The Robbery of which he was convicted he did not deny, only he said, that the Prosecutor did not give a just Account of every thing, and that he neither intended nor committed Murther. I told him, that if a Person be Kill'd, when a violent assault is made upon him on the Highway, no Law or Reason in the World can interpret it any thing else but Murder, and therefore he ought to take shame and confusion of Face to himself, since it was owing to nothing but the good Providence of God, that the honest Man did not dye on the Spot, of the barbarous and cruel Treatment and Wounds which he gave him. He said that he had not been extraordinary wicked or vicious in the preceeding part of his Life, excepting the Robbery for which he died, and the other wherein he was concern'd with his Wife. He confess'd, that since that Time he had liv'd very loosely and void of the fear of God, and that he had form'd a resolution to go upon the Highway, as not knowing any other way how to get Money, and being out of all Credit. I ask'd him, if he wanted Money when he committed the Robbery? he said he did and knew not how to get any. But he would not tell whether he could make any thing by following some Business or Employment. Upon the Friday before he died, the Constable who apprehended him on the other Side of the Water, came officiously to visit him in the Chapel, he wept at the Sight of him, took him by the Hand, and heartily forgave him; and when they went down Stairs, in Token of Friendship drank with him. He spoke of nothing but Death and Eternity to all who visited him. He employ'd his Time in the Cell in continual Prayer, Meditation, and reading of godly Books.
He acknowledg'd that his Sentence was most just, and that God had in Justice afflicted him for Sinning against so must Light and Knowledge, and that it was good for him that he was afflicted, since thereby he was brought to a Sense of his Sin, and the Commission of much Sin was prevented. He express'd a longing desire to be with Christ and in token thereof had an ardent desire to receive the Lords Supper; and declared that he most willingly parted with this World. He appeared to be in raptures of Devotion, with Floods of Tears in his Eyes. In all appearance, and according to the nicest judgment could be form'd of him, he died a true Penitent. I never saw one in his Circumstances so much affected with Religious Thoughts, and the apprehension of a future State. He declar'd that he believ'd to be saved only through the Merits of Christ Jesus; that he sincerely repented of all his Sins; and that he
died in Peace with all Men; and in the Communion of this Church.
N. B. JOHN DOYLE, the before mention'd Malefactor, having deliver'd, to the Printer of this Paper, the Day before his Execution, a Narrative of his Life and Actions, desiring it might be made Publick to the World in a Pamphlet; but not being willing to put our Readers to such a Price, we have determin'd to publish it in Applebee's Journal of Saturday next, there being several material and uncommon Passages, in his past Life, worthy Observation; and likewise of Young's who was Executed with him.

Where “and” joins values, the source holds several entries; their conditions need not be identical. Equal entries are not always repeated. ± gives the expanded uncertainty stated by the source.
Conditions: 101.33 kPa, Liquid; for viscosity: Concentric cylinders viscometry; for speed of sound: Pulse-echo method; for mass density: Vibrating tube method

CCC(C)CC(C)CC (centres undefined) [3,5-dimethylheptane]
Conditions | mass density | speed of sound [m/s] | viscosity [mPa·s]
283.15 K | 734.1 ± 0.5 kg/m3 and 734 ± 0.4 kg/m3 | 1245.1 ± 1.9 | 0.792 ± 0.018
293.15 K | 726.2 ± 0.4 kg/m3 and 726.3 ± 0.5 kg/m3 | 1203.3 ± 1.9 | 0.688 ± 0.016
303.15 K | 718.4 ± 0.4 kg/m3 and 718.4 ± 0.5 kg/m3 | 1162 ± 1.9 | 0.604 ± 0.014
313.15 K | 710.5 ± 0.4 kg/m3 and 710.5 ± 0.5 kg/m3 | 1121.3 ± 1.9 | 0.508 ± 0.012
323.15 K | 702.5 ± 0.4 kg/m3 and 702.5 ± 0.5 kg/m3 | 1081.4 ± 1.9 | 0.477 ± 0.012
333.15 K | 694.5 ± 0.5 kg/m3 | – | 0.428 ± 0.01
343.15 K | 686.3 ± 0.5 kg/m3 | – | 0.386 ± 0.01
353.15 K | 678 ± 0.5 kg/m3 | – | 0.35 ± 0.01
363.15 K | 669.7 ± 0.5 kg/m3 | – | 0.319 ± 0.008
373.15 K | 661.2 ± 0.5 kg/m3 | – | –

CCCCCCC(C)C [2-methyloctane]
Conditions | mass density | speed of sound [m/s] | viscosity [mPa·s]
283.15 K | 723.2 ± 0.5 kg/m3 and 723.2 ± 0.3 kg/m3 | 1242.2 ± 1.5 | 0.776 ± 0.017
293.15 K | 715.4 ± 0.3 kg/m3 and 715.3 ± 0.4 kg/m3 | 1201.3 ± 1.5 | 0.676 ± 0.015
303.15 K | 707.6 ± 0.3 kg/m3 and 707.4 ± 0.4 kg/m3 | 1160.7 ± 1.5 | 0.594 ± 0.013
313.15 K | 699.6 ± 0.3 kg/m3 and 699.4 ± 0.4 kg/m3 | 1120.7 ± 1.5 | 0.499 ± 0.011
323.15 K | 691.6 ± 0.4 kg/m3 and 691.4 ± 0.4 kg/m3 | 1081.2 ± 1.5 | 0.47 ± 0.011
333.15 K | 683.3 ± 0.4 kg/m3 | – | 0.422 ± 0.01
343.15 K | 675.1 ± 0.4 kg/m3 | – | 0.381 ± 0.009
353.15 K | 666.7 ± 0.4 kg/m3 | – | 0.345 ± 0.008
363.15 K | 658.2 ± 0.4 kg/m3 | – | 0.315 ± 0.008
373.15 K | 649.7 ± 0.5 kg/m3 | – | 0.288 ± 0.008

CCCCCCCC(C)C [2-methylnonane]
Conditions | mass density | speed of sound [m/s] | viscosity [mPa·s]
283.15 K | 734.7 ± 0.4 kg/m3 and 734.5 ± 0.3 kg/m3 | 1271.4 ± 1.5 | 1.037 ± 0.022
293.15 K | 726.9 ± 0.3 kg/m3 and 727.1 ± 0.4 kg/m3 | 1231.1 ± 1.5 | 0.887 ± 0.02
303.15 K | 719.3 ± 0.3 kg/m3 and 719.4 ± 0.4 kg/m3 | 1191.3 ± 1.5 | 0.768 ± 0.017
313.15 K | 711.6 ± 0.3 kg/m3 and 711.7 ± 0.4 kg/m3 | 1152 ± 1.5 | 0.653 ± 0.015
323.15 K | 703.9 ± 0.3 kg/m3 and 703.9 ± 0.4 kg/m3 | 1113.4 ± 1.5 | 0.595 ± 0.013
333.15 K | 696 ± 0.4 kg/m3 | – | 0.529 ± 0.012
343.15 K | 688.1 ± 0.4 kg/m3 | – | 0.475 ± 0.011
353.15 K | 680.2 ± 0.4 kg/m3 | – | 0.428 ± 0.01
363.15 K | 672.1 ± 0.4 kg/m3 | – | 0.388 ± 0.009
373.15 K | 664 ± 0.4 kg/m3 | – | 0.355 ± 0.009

At the Place of EXECUTION,
MR. Young behav'd very Devoutly, and said he had nothing to add to his former Confessions, only that his Sentence was most just, for ingratitude and barbarously Treating his Friend, and that therefore the Judgment of God had most justly overtaken him. He express'd a deep Sense of the Mercy of God, although his Sins had been very great. Mr. Doyle was carried to the Place of Execution in a Mourning Coach. He had a Book in his Hand upon which he constantly read, in a serious and devout Manner to Appearance, while I was praying. He was begotted in the way of the Church of Rome , although he dissembl'd till Friday last in the Afternoon, when all Hopes of Life were gone, But I believe this was owing to the underhand Practices of Some. He cried out to the People, that he had no more to say, only that his Wife was Lawfully married to him, and what ever bad opinions the World might entertain of her, yet she had been a good Wife to him, that he had no ill Thought of her, but believ'd that she was verily his well-wisher, and that she had done what she could for his Welfare and Safety. Both of them under all their Misfortunes carried themselves Soberly, Civilly and Christianly, and in a much more decent and becoming Manner, then others are us'd to do under the like Misfortunes. I ask'd Mr. Young after Prayers in Chapel in the Morning what had become, or if he knew any thing of Mr. Stinton's Pocket Book? He said, that he had burnt it for fear of a Discovery, that he knew nothing what was in it, and that he could not help it now, for he repented that he did it. He call'd out just as the Cart was a going off. Lord have Mercy on me, Christ have Mercy on me.
This all the Account given by me,
The Dying Speeches and Behaviour of all the State Prisoners that have been Executed the last 300 Years; with their several Characters from the best Historians, as Cambden, Spotswood, Clarendon, Sprat, Burnet, &c. And a Table shewing how the respective Sentences were Executed, and which of them were Mitigated, or Pardoned. By Mr. Salmon. Printed for John Hook, at the Flower de Luce, over-against St. Dunstan's Church in Fleet street, in 8 vo. Price 5 s.